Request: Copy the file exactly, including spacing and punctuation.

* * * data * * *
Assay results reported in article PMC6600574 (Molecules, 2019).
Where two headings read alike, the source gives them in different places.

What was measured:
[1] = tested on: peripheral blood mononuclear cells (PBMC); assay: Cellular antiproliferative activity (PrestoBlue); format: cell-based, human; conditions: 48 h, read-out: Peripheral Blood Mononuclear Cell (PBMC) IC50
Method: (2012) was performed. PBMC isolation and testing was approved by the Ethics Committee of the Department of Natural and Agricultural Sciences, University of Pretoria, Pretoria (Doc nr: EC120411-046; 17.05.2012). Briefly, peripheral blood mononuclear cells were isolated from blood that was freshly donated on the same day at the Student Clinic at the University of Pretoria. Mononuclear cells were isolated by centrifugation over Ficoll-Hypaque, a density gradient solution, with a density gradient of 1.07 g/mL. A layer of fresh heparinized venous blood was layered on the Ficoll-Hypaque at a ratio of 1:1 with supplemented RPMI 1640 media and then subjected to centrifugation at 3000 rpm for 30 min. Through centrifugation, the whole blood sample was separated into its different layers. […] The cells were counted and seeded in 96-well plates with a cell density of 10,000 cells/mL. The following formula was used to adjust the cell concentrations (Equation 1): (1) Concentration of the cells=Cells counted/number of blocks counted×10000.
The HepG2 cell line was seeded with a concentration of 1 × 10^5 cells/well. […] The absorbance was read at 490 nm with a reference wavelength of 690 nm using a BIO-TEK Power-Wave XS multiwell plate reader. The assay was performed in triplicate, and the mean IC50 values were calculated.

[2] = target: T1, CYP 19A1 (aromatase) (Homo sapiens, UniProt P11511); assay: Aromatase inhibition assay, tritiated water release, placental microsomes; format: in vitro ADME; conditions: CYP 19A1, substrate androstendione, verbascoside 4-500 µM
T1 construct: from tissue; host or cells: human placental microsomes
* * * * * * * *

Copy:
Assay results reported in article PMC6600574 (Molecules, 2019).
Where two headings read alike, the source gives them in different places.

What was measured:
[1] = tested on: peripheral blood mononuclear cells (PBMC); assay: Cellular antiproliferative activity (PrestoBlue); format: cell-based, human; conditions: 48 h, read-out: Peripheral Blood Mononuclear Cell (PBMC) IC50
Method: (2012) was performed. PBMC isolation and testing was approved by the Ethics Committee of the Department of Natural and Agricultural Sciences, University of Pretoria, Pretoria (Doc nr: EC120411-046; 17.05.2012). Briefly, peripheral blood mononuclear cells were isolated from blood that was freshly donated on the same day at the Student Clinic at the University of Pretoria. Mononuclear cells were isolated by centrifugation over Ficoll-Hypaque, a density gradient solution, with a density gradient of 1.07 g/mL. A layer of fresh heparinized venous blood was layered on the Ficoll-Hypaque at a ratio of 1:1 with supplemented RPMI 1640 media and then subjected to centrifugation at 3000 rpm for 30 min. Through centrifugation, the whole blood sample was separated into its different layers. […] The cells were counted and seeded in 96-well plates with a cell density of 10,000 cells/mL. The following formula was used to adjust the cell concentrations (Equation 1): (1) Concentration of the cells=Cells counted/number of blocks counted×10000.
The HepG2 cell line was seeded with a concentration of 1 × 10^5 cells/well. […] The absorbance was read at 490 nm with a reference wavelength of 690 nm using a BIO-TEK Power-Wave XS multiwell plate reader. The assay was performed in triplicate, and the mean IC50 values were calculated.

[2] = target: T1, CYP 19A1 (aromatase) (Homo sapiens, UniProt P11511); assay: Aromatase inhibition assay, tritiated water release, placental microsomes; format: in vitro ADME; conditions: CYP 19A1, substrate androstendione, verbascoside 4-500 µM
T1 construct: from tissue; host or cells: human placental microsomes